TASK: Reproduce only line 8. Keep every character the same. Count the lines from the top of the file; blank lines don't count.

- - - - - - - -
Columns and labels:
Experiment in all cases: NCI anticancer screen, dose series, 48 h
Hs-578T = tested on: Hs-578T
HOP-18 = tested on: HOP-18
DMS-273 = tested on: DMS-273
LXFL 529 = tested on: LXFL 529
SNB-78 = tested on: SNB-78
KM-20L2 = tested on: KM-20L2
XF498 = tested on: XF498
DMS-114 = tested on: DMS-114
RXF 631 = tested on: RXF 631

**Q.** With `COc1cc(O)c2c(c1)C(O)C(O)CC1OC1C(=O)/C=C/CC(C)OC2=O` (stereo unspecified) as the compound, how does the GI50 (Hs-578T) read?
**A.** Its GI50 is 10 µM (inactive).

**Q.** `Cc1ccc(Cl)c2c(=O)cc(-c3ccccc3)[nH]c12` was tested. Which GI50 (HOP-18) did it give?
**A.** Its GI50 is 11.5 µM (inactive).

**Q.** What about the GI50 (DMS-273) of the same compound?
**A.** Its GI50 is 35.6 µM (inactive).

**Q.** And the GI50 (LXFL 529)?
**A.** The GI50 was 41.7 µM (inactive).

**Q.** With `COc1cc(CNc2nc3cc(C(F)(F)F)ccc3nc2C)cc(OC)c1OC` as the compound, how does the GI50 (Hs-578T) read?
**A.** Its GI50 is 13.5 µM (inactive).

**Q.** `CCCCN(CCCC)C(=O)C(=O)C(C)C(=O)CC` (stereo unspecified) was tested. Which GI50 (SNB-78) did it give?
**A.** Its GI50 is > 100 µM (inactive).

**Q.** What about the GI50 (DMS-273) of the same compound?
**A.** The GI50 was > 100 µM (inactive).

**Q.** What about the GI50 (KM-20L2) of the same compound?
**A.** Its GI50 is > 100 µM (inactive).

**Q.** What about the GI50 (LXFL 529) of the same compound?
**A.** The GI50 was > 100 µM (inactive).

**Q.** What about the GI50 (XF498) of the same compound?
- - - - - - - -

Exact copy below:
KM-20L2 = tested on: KM-20L2